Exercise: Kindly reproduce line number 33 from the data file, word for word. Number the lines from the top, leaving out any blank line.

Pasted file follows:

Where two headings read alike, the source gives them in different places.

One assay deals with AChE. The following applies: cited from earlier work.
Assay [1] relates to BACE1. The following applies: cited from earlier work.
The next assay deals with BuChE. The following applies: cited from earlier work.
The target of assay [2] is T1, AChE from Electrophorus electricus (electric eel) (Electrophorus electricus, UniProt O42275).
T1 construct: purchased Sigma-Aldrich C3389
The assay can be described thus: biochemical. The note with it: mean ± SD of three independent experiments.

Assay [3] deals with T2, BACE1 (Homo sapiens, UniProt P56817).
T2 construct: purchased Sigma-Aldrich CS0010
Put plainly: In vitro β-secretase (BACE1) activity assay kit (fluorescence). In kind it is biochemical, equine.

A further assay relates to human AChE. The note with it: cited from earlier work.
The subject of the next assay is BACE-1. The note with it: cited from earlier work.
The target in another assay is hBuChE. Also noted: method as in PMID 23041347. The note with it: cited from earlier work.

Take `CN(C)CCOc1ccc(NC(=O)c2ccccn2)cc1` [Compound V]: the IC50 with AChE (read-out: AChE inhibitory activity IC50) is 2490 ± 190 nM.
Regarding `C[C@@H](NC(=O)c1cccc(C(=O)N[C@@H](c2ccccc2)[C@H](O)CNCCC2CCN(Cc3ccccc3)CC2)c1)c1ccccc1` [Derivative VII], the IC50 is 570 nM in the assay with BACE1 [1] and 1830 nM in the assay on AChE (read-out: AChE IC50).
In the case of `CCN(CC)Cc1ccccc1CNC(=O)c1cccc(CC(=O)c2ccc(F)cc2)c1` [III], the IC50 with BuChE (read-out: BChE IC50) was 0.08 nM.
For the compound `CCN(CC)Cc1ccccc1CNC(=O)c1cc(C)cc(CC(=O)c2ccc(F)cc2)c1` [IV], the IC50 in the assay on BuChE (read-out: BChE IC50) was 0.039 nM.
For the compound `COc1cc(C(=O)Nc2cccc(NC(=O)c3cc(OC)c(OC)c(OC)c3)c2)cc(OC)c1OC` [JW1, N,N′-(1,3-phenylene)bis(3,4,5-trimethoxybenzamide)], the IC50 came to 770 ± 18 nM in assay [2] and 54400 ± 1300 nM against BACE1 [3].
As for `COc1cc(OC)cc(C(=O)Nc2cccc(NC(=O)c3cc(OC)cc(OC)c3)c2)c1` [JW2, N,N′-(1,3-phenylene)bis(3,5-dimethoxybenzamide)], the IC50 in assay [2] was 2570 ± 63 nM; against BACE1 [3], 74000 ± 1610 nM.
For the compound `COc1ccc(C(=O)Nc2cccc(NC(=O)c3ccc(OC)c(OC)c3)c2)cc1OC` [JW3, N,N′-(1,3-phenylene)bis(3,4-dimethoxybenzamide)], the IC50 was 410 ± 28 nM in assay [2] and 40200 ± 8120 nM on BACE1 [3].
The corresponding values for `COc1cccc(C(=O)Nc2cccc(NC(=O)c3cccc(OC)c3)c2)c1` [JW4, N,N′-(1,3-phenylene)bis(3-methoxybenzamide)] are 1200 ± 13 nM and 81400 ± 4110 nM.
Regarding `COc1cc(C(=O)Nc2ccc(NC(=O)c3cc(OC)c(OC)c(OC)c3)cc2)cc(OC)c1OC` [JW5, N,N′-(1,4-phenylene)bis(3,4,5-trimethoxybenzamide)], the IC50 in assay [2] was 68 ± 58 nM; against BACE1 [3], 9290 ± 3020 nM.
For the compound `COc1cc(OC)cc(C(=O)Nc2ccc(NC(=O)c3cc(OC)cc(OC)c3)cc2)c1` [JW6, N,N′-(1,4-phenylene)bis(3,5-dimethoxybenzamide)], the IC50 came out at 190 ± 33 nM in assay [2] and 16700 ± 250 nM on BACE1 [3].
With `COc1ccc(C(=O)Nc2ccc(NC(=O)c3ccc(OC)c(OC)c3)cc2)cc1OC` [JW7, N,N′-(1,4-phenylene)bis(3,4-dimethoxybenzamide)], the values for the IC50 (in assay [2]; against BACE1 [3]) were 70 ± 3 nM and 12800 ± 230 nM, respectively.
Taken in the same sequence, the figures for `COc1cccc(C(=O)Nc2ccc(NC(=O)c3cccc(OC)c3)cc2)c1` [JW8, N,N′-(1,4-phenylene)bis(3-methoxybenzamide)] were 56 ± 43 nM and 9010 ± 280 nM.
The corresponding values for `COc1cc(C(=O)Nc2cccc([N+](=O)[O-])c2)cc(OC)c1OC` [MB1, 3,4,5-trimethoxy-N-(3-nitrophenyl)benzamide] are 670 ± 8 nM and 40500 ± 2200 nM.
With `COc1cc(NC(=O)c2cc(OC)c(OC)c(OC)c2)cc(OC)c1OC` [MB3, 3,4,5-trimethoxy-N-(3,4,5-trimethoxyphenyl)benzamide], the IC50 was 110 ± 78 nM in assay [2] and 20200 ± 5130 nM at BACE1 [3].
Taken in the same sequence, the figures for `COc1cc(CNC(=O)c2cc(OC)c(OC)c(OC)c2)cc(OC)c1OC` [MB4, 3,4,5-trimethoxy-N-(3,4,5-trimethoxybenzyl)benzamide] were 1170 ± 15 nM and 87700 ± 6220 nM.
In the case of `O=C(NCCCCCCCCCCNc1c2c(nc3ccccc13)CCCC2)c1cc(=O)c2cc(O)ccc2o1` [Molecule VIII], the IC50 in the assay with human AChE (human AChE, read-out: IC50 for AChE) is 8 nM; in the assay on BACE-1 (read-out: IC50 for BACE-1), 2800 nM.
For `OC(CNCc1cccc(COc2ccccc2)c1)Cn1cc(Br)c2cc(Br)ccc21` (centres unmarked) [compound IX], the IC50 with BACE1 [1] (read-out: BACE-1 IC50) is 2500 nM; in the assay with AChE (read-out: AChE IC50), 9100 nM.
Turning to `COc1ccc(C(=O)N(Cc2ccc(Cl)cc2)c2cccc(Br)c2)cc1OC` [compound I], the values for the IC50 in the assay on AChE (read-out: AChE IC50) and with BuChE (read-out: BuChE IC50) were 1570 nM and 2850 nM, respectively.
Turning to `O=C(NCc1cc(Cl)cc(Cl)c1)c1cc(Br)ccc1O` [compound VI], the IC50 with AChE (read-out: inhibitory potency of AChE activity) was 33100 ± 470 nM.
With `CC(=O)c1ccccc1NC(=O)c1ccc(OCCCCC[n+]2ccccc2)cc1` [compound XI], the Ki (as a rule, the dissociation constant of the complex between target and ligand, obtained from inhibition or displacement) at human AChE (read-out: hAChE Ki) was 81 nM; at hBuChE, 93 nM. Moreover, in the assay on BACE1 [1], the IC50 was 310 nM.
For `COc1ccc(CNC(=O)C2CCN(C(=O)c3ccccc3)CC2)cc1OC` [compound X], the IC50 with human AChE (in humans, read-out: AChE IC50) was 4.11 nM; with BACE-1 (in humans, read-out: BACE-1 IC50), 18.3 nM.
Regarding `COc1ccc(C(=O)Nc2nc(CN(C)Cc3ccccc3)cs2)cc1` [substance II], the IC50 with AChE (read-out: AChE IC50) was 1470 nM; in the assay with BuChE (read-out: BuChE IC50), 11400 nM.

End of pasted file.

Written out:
With `CC(=O)c1ccccc1NC(=O)c1ccc(OCCCCC[n+]2ccccc2)cc1` [compound XI], the Ki (as a rule, the dissociation constant of the complex between target and ligand, obtained from inhibition or displacement) at human AChE (read-out: hAChE Ki) was 81 nM; at hBuChE, 93 nM. Moreover, in the assay on BACE1 [1], the IC50 was 310 nM.